Hiking is an experience unparalleled, trudging you on an exploratory journey. Varden, Hammerfest Hiking Cabins, conceived by SPINN Arkitekter for The Norwegian Trekking Association (DNT) built two simple warming timber huts to promote hiking in the mountains around the town. The design team visualized a small cabin with delectable windows, a wood-burning stove and simple benches, crowned on mountainous terrain.
SPINN Arkitekter challenged and drafted “Varden” as an organic timber shell structure secluded into the local terrain, abrading the harsh polar winters, and coping hikers with a warm and alluring rest stop. SPINN collaborated with FORMAT Engineers to weave and transform a doubly curved wooden rock into a manufactured structure built by a group of local volunteers.
The sites for the Hammerfest Hiking Cabins were mapped by a 3D integrated drone and photogrammetry software, generating a detailed map as a baseline for form-finding. The architects devised the initial configurations in Sketchup and Rhino and further optimized using Kangaroo and Grasshopper, with some customized scripting tools developed by FORMAT. The result exposed a wooden cross-laminated timber shell with 77 unique panels, conglomerating like a 3D puzzle.
The designers later tested the proposal against simulated extreme wind conditions and winter arctic storms. They performed snow simulations to ensure that the entrance remains snow-free as envisioned. Structural forces between the panels ingeniously specified the points to screw and fasten the construction. The extensive use of 3D printing tested how the structure fits together and examined exterior cladding options.
The design of the cabin intriguingly took off beyond expectations. The architects visualized and animated as part of a crowdfunding effort to raise money for the project’s realization. Local businesses volunteered materials and services, and Kebony donated materials for the exterior cladding. The hiking association members raised and transported the structure to its site.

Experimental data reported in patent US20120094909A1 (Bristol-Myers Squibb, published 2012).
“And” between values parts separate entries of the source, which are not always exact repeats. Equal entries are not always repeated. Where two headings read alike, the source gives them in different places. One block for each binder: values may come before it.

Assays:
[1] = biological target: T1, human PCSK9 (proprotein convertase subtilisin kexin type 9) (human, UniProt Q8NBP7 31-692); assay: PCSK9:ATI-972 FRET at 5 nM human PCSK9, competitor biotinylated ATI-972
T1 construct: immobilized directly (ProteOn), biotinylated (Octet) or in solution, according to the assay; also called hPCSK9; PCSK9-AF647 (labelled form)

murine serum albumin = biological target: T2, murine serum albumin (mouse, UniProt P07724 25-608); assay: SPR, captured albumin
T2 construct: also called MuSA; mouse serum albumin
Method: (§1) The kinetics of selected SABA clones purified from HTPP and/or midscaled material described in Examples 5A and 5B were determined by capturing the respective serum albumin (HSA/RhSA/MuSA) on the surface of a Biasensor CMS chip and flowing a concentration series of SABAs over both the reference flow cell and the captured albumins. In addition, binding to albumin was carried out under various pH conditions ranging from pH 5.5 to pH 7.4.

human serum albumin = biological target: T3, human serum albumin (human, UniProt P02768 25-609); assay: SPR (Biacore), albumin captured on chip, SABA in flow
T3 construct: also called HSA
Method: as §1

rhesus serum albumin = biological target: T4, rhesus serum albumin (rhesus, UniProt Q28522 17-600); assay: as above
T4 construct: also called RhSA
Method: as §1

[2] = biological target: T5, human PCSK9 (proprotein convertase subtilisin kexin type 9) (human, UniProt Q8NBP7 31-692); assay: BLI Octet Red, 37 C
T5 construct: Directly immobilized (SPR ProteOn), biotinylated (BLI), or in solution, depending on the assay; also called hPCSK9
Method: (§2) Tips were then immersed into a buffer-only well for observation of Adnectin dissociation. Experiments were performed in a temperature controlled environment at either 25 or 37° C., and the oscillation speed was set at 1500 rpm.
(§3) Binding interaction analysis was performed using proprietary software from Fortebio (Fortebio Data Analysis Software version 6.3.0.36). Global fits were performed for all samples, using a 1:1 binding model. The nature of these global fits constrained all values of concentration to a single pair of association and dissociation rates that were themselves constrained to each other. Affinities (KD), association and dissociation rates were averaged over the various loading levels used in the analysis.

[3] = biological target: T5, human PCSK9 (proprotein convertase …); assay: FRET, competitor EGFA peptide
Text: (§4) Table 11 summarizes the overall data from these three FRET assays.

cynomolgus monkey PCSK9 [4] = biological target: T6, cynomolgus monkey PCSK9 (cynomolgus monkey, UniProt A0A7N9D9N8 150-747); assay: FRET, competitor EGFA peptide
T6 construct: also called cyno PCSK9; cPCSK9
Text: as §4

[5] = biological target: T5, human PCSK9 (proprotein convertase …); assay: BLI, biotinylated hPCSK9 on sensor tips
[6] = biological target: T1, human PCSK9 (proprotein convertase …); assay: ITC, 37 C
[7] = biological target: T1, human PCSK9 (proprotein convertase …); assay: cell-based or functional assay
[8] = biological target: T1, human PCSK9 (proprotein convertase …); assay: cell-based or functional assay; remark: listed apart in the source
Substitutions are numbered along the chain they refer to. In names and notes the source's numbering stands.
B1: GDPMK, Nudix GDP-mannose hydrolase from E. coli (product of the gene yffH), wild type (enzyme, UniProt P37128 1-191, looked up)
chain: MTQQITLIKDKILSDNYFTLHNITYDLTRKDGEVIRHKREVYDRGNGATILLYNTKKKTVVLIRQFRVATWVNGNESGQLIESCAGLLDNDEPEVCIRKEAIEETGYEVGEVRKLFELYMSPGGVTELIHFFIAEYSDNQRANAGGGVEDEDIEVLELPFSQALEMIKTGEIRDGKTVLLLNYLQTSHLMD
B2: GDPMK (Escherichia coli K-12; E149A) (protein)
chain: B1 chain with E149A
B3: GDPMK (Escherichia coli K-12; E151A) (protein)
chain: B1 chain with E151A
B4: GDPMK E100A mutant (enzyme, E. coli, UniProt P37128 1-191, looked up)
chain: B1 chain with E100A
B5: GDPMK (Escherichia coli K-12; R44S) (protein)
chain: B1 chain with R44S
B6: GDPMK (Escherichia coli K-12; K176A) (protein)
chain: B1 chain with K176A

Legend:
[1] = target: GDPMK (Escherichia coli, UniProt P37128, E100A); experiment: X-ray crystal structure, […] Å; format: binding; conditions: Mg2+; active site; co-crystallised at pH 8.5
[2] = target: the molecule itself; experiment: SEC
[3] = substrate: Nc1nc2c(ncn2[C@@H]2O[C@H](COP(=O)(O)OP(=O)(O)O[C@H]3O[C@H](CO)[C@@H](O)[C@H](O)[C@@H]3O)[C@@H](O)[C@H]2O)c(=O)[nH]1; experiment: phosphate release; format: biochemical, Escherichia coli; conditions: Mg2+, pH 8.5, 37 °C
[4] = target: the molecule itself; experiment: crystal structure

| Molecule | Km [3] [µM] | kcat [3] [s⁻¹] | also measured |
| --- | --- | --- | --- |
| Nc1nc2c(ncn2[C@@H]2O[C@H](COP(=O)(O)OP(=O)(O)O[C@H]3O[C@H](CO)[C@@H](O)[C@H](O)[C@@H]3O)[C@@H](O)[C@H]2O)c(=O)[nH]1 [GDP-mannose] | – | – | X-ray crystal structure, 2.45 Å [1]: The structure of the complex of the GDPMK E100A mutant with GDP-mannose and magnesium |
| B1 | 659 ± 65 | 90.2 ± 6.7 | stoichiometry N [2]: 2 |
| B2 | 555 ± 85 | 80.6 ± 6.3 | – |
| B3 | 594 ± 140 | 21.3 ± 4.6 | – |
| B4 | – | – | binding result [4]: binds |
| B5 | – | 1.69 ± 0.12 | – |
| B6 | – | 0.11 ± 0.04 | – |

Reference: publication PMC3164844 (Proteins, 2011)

The cabin was crafted and assembled in a controlled warehouse environment and partially demounted before transport. The enthusiastic volunteers got the fundamental structure of prefabricated CLT panels mounted together over 4 workdays. Another group cut the frames and panels for the outer cladding based upon 1:1 drawings from SPINN. The volunteers focused on 1500 hours on the construction of one cabin and outer cladding. A two-layer bitumen waterproofing of the shell professionally worked and pouring off the foundation on site.
Arranged as two pieces, the first cabin loaded onto a flatbed lorry and driven to Storfjellet. Then lifted and winched together. Later fitted with window, fireplace, ramp, and interior furniture on site. The first cabin received humongous success and elevated hikers to hike to Storfjellet significantly. They commissioned a second cabin on Tyven, a mountain abutting the other side of Hammerfest. The two cabins now stand, watching over the city and looking after each other across the mesmerising arctic landscape of Hammerfest.